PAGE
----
Re: “Public unions meet their ultimate employers: Voters” (editorial, 6-7).
I would suggest that, since voters are indeed the employers of public employees, long-term retirement contracts negotiated between the state and/or local governments and public employee unions be submitted to the voters for approval.
These benefit contracts commit the public to large financial liabilities that last for decades. They involve a significant percentage of public debt. The situation is no different from the public debt incurred for bond issues that routinely are voted up or down by the public. Why not let the voters have their say for the indebtedness for which they are burdened by these long-term contracts?
A public vote would eliminate the present situation of employees “negotiating” with politicians whose re-election depends upon the votes of those same employees. The voters who pay the bills should decide if such contracts are appropriate and reasonable. The public employees would have the opportunity to make their case to their real employers, the voters.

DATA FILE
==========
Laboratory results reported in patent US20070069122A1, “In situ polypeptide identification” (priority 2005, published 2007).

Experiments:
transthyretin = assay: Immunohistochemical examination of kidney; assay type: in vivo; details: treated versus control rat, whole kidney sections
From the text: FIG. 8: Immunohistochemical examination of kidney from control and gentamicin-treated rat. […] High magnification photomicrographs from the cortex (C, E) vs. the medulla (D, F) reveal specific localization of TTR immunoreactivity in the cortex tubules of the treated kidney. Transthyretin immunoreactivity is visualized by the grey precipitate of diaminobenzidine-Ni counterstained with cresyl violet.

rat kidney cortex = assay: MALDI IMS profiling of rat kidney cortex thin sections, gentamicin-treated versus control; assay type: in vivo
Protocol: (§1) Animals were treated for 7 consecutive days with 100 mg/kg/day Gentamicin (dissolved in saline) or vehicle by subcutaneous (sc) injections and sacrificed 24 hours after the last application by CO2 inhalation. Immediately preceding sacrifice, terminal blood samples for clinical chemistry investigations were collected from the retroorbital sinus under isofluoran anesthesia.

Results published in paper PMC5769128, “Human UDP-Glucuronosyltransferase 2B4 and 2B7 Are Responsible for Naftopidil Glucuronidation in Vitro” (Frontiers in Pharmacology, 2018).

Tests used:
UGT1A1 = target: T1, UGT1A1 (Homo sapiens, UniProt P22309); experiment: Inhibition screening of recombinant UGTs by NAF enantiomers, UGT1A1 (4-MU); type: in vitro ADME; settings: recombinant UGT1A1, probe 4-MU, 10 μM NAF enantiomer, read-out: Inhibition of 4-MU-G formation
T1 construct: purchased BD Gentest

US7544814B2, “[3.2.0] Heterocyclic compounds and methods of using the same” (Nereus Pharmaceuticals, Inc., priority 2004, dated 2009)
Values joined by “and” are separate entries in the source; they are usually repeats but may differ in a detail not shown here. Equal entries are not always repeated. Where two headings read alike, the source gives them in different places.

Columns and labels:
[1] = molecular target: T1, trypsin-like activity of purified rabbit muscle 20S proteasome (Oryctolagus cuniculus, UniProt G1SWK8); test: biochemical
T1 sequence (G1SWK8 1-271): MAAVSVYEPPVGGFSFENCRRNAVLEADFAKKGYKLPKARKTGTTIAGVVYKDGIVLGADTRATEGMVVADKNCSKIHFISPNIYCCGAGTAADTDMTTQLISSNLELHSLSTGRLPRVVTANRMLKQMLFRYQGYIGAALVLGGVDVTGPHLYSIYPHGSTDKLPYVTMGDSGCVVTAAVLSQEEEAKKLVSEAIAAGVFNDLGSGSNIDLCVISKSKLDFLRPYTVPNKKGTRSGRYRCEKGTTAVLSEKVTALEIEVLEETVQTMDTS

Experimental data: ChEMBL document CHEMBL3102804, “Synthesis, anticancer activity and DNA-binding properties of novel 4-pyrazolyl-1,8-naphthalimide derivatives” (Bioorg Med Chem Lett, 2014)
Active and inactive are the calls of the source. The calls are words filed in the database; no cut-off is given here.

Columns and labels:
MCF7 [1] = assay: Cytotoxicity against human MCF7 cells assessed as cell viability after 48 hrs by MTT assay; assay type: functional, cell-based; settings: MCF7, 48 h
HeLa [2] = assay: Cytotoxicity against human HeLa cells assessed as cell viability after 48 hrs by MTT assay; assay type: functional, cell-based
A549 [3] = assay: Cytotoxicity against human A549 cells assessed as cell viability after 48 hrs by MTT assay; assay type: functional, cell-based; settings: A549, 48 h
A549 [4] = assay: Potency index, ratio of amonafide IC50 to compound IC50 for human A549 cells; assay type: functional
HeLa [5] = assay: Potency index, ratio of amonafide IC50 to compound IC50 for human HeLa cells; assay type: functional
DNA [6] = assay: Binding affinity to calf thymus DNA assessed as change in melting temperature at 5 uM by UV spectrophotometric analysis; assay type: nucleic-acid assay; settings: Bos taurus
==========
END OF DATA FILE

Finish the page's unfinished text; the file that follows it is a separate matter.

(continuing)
Also, it would reduce the fact that politicians now can vote for excessive benefits knowing that the financial problems that result will come due long after they have left office. At present, political accountability is almost non-existent.